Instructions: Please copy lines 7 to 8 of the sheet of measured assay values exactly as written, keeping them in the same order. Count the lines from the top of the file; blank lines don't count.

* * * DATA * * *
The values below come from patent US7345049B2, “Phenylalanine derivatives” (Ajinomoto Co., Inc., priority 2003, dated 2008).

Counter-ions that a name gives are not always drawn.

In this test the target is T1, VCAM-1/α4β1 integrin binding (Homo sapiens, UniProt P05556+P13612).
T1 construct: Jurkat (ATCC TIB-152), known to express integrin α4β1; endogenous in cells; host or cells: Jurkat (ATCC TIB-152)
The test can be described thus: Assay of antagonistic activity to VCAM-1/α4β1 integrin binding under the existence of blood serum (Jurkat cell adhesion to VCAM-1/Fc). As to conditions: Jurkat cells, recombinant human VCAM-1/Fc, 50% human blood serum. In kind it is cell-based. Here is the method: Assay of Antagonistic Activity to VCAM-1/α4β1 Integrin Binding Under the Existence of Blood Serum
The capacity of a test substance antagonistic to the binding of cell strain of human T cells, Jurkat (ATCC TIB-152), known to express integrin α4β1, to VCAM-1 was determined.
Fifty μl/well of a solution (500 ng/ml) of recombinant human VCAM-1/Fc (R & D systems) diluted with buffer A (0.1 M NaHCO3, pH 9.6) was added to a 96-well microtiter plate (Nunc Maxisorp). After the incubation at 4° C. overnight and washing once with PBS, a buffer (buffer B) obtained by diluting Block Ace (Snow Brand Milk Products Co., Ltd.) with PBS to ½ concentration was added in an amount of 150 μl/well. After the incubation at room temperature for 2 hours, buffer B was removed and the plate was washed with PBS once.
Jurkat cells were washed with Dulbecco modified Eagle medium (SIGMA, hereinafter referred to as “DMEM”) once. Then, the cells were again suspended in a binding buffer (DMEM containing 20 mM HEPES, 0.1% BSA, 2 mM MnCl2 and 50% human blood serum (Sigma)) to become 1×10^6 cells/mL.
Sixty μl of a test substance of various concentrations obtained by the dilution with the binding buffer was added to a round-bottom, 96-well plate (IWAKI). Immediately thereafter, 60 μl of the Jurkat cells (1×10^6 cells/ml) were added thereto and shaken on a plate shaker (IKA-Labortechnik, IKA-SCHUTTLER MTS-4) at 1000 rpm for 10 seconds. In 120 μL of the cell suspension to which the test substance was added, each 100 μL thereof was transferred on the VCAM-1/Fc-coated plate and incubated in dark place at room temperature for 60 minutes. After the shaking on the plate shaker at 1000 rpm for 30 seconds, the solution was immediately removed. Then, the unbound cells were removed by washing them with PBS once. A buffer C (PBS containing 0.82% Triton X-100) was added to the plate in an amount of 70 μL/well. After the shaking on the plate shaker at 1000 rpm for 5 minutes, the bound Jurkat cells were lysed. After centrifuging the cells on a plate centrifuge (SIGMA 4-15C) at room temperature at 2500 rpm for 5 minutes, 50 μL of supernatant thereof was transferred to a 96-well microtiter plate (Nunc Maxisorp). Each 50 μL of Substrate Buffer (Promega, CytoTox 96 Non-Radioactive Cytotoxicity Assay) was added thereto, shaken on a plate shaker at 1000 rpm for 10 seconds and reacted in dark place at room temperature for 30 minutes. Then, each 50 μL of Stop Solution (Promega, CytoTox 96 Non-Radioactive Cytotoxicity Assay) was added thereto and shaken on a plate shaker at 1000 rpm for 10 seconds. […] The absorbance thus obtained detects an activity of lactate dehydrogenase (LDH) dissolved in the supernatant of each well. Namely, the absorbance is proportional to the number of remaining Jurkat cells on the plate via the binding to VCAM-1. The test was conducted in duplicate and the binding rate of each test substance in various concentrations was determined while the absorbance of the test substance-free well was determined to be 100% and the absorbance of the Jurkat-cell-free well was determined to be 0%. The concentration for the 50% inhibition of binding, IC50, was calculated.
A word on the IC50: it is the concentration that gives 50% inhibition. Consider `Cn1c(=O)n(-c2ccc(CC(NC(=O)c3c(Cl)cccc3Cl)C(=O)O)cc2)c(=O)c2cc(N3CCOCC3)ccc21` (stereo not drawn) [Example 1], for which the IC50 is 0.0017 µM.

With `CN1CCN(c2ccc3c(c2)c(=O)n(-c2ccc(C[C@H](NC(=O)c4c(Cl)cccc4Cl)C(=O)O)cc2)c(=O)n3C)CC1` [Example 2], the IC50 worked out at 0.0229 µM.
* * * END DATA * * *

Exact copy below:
Fifty μl/well of a solution (500 ng/ml) of recombinant human VCAM-1/Fc (R & D systems) diluted with buffer A (0.1 M NaHCO3, pH 9.6) was added to a 96-well microtiter plate (Nunc Maxisorp). After the incubation at 4° C. overnight and washing once with PBS, a buffer (buffer B) obtained by diluting Block Ace (Snow Brand Milk Products Co., Ltd.) with PBS to ½ concentration was added in an amount of 150 μl/well. After the incubation at room temperature for 2 hours, buffer B was removed and the plate was washed with PBS once.
Jurkat cells were washed with Dulbecco modified Eagle medium (SIGMA, hereinafter referred to as “DMEM”) once. Then, the cells were again suspended in a binding buffer (DMEM containing 20 mM HEPES, 0.1% BSA, 2 mM MnCl2 and 50% human blood serum (Sigma)) to become 1×10^6 cells/mL.